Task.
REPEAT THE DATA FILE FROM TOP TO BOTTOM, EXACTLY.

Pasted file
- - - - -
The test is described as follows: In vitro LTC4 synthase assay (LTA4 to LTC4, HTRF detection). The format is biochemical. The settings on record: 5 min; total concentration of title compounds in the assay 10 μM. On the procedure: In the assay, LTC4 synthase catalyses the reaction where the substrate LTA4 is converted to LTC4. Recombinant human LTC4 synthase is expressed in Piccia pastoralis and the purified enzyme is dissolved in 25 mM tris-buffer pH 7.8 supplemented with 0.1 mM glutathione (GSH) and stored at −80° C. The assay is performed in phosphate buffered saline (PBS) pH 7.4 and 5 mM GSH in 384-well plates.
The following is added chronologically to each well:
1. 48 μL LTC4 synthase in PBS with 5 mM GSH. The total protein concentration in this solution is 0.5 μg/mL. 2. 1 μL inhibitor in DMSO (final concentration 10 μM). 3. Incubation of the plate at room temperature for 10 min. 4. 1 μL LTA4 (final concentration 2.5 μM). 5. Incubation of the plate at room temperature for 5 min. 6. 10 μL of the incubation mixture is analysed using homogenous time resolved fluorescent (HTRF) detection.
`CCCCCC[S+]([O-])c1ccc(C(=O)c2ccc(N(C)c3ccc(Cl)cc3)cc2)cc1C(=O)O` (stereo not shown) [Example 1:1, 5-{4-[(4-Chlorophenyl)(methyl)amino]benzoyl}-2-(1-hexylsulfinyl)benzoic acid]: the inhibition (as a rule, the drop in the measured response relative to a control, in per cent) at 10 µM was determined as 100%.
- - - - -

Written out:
The test is described as follows: In vitro LTC4 synthase assay (LTA4 to LTC4, HTRF detection). The format is biochemical. The settings on record: 5 min; total concentration of title compounds in the assay 10 μM. On the procedure: In the assay, LTC4 synthase catalyses the reaction where the substrate LTA4 is converted to LTC4. Recombinant human LTC4 synthase is expressed in Piccia pastoralis and the purified enzyme is dissolved in 25 mM tris-buffer pH 7.8 supplemented with 0.1 mM glutathione (GSH) and stored at −80° C. The assay is performed in phosphate buffered saline (PBS) pH 7.4 and 5 mM GSH in 384-well plates.
The following is added chronologically to each well:
1. 48 μL LTC4 synthase in PBS with 5 mM GSH. The total protein concentration in this solution is 0.5 μg/mL. 2. 1 μL inhibitor in DMSO (final concentration 10 μM). 3. Incubation of the plate at room temperature for 10 min. 4. 1 μL LTA4 (final concentration 2.5 μM). 5. Incubation of the plate at room temperature for 5 min. 6. 10 μL of the incubation mixture is analysed using homogenous time resolved fluorescent (HTRF) detection.
`CCCCCC[S+]([O-])c1ccc(C(=O)c2ccc(N(C)c3ccc(Cl)cc3)cc2)cc1C(=O)O` (stereo not shown) [Example 1:1, 5-{4-[(4-Chlorophenyl)(methyl)amino]benzoyl}-2-(1-hexylsulfinyl)benzoic acid]: the inhibition (as a rule, the drop in the measured response relative to a control, in per cent) at 10 µM was determined as 100%.